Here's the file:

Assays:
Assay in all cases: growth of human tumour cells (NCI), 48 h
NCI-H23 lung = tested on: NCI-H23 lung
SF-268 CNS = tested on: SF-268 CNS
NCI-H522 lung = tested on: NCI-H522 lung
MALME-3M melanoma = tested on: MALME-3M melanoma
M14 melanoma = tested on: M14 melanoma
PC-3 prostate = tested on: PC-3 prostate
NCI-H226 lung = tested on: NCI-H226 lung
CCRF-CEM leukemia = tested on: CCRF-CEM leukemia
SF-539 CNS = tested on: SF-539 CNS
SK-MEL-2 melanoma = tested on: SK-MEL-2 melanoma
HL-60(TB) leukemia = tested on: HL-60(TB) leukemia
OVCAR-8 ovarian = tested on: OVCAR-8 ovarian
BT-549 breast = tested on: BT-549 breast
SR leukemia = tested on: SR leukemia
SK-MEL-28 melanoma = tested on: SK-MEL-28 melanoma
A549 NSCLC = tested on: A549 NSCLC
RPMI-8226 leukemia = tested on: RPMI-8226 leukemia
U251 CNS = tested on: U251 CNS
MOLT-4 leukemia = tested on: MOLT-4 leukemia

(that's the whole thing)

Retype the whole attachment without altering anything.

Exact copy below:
Assays:
Assay in all cases: growth of human tumour cells (NCI), 48 h
NCI-H23 lung = tested on: NCI-H23 lung
SF-268 CNS = tested on: SF-268 CNS
NCI-H522 lung = tested on: NCI-H522 lung
MALME-3M melanoma = tested on: MALME-3M melanoma
M14 melanoma = tested on: M14 melanoma
PC-3 prostate = tested on: PC-3 prostate
NCI-H226 lung = tested on: NCI-H226 lung
CCRF-CEM leukemia = tested on: CCRF-CEM leukemia
SF-539 CNS = tested on: SF-539 CNS
SK-MEL-2 melanoma = tested on: SK-MEL-2 melanoma
HL-60(TB) leukemia = tested on: HL-60(TB) leukemia
OVCAR-8 ovarian = tested on: OVCAR-8 ovarian
BT-549 breast = tested on: BT-549 breast
SR leukemia = tested on: SR leukemia
SK-MEL-28 melanoma = tested on: SK-MEL-28 melanoma
A549 NSCLC = tested on: A549 NSCLC
RPMI-8226 leukemia = tested on: RPMI-8226 leukemia
U251 CNS = tested on: U251 CNS
MOLT-4 leukemia = tested on: MOLT-4 leukemia